Contents of Pandora’s box

  • abandonment
  • alcoholism
  • betrayal
  • bullying
  • burglary
  • corruption
  • cruelty
  • death
  • depression
  • disabilities
  • disappointment
  • discrimination
  • disease
  • domestic abuse
  • drug abuse
  • eating disorders
  • failure
  • false friends
  • hate
  • hate crime
  • heartache
  • heartbreak
  • homelessness
  • ignorance
  • indifference
  • isolation
  • jackasses
  • jealousy
  • lies
  • libel
  • mental illness
  • molestation
  • murder
  • neglect
  • oppression
  • pestilence
  • physical abuse
  • poverty
  • prejudice
  • rape
  • racism
  • self-harm
  • sickness
  • spite
  • suicide
  • verbal abuse
  • war
  • hope
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Painfully distracting things

  • hangnails
  • bad breath
  • excess enthusiasm
  • a disarming smile
  • an absurdly attractive voice
  • the crunch of someone eating in class
  • a song you recognize playing somewhere you can’t see
  • mouth-breathers
  • nicely dressed people
  • people who do not sit still
  • stuff caught in people’s hair
  • loud music playing from someone else’s headphones
  • typos in print
  • ugly fonts
  • people whispering loudly
  • nice handwriting
  • people talking about something you know a lot about
  • visible tattoos
  • litter
  • children at play
  • shameless idiots
  • socks with sandals

Summer and autumn

When it rained briefly on Wednesday I understood that summer was finally drawing to a close. It will be time for me to change my desktop background to something more mellow and to take down the hammock in the backyard and to put away the flip-flops.

I love autumn.

That’s not what this post is about, though.

As a general rule I hate summer. I also am not fond of my own birthday, which falls in the same season. It’s for this reason (rhyme unintended) I first picked up the first Harry Potter book, because I identified so strongly with his similar attitudes.

That’s not what this post is about.

Actually, I was going to write up a list of all the things that happened this summer. I found this one atypical in that I was not bored to tears and I did not have time in my boredom to collapse under the bad thoughts that would haunt me in the heat. It was eventful. Whenever I use that word it means it involved a number of crises and exultation, and a whole lot of mood swings.

So, this summer I have:

  • aced my psychology class
  • tasted rose cardamom ice cream
  • been on the train 5 times
  • spent 6 nonconsecutive late hours wrapping egg rolls
  • seriously contemplated running away from home and made appropriate preparations
  • lied
  • been told the truth
  • thrown tantrums
  • cried myself to sleep
  • reread my favorite book
  • read a new favorite book
  • been tremendously inspired
  • cut my hair shorter than I ever remember having it
  • done unmentionable thug life Thursday activities
  • slept in the garage
  • almost fell asleep in my backyard around midnight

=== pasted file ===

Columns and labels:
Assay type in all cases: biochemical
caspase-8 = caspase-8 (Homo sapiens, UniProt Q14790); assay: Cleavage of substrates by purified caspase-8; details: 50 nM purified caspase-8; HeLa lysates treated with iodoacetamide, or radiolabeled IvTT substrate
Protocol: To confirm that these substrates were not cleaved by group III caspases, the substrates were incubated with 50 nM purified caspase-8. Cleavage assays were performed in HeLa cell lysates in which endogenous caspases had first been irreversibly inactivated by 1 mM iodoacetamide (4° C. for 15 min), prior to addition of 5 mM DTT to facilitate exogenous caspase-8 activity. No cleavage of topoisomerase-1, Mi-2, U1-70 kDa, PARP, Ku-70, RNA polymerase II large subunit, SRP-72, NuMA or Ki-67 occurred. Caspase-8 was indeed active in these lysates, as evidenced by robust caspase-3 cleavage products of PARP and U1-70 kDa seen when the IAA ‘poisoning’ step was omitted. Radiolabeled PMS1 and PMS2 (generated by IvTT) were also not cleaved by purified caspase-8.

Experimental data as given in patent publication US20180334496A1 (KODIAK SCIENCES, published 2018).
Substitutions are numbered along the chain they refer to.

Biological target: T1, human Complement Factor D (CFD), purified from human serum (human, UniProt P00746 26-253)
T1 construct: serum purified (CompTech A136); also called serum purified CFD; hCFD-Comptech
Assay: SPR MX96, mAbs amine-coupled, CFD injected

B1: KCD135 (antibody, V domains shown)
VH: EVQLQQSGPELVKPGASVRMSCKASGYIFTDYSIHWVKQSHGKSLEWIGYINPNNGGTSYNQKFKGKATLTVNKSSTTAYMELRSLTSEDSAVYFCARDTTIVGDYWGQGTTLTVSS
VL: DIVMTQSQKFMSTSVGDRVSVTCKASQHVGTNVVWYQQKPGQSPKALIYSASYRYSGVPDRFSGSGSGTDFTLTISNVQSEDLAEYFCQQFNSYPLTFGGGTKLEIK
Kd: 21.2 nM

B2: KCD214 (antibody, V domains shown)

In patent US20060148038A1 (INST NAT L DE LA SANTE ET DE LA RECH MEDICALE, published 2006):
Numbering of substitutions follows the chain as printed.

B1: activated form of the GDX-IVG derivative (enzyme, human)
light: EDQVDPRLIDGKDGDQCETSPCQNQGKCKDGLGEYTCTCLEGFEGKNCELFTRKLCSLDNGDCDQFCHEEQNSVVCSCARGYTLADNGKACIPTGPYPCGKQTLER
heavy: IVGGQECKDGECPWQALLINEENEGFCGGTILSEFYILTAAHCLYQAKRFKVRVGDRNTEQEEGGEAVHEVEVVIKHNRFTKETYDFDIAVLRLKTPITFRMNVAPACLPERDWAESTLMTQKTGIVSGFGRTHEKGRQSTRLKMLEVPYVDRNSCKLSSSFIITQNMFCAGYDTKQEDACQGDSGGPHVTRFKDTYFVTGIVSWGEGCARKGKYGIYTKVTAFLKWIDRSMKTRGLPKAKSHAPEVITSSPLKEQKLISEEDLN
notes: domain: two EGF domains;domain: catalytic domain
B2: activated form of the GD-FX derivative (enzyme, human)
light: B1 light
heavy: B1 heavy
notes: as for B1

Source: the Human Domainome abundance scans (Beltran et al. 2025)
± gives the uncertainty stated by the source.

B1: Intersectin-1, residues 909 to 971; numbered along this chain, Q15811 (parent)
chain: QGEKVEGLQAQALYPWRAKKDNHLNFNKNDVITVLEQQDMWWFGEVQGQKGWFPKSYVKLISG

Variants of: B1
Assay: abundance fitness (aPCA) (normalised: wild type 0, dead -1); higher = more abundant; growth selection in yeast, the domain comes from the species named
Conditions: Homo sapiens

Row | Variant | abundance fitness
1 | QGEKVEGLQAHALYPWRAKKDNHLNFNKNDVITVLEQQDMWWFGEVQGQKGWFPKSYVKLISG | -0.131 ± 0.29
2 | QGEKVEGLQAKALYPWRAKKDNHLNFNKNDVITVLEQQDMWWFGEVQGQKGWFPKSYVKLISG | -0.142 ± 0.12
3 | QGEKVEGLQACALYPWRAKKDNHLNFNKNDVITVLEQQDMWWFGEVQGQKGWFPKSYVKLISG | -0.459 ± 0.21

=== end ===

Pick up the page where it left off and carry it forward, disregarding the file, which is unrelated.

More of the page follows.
• been given a bloody nose
  • stared and stared at the full moon
  • been forgiven
  • had multiple people upset with me all at the same time
  • been called a whore
  • been called beautiful
  • been called an asshole by someone I wish thought better of me
  • been accused of stubbornness
  • ripped out pages from a journal
  • saw pages of my journal go down the shredder
  • sat next to a man smoking a pipe
  • attempted vegetarianism
  • memorized three pages of a four page poem
  • danced
  • been to Sacramento (not that impressive)
  • figured out three unrelated wordplay related things
  • reevaluated my stance on faith
  • contemplated the meaning of life, again, again
  • watched the sunrise from a car, appreciated the cliché brilliance
  • saw the sea the way Homer saw it, wine-dark
  • decided that when I grow up I want to be a well-dressed old lay like the ones I’m meeting
  • reevaluated myself

Rare things

  • Good hugs
  • Forgiveness
  • Quality television
  • A good night’s rest
  • People of integrity
  • People who write good letters
  • People with good memories
  • Chapstick that I don’t lose
  • A good man
  • Loyalty
  • Preloaded ringers that aren’t obnoxious
  • Old writing that I’m not embarrassed of
  • Nature valley bars that don’t explode in crumbs all over my keyboard
  • Reasonably priced college textbooks
  • “A person who is without a single quirk”
  • Middle school relationships that last
  • Gratitude
  • Attractive guys in my English class
  • The ability to actually see the stars from my backyard
  • An honest opinion

Paper tents

It’s too early to judge quite yet, but it seems this outer layer of my identity crumbles away when the material is eliminated.

My old writings are gone to dust, therefore I was never a writer. Never mind if I know in my heart that I may have once been, because there’s no longer proof. The chaos of second semester junior year and the bulk of senior year never happened because the evidence is in shreds and/or decaying in some distant landfill. All my doubts, dears, sins, dreams, revelations, secrets, angst, ponderings returning to dust and never to be revisited.

I lost my USB drive shortly after graduation somehow. All the college app essays that in the end didn’t do me much good, all the AP lit essays I churned out at the last minute are also gone.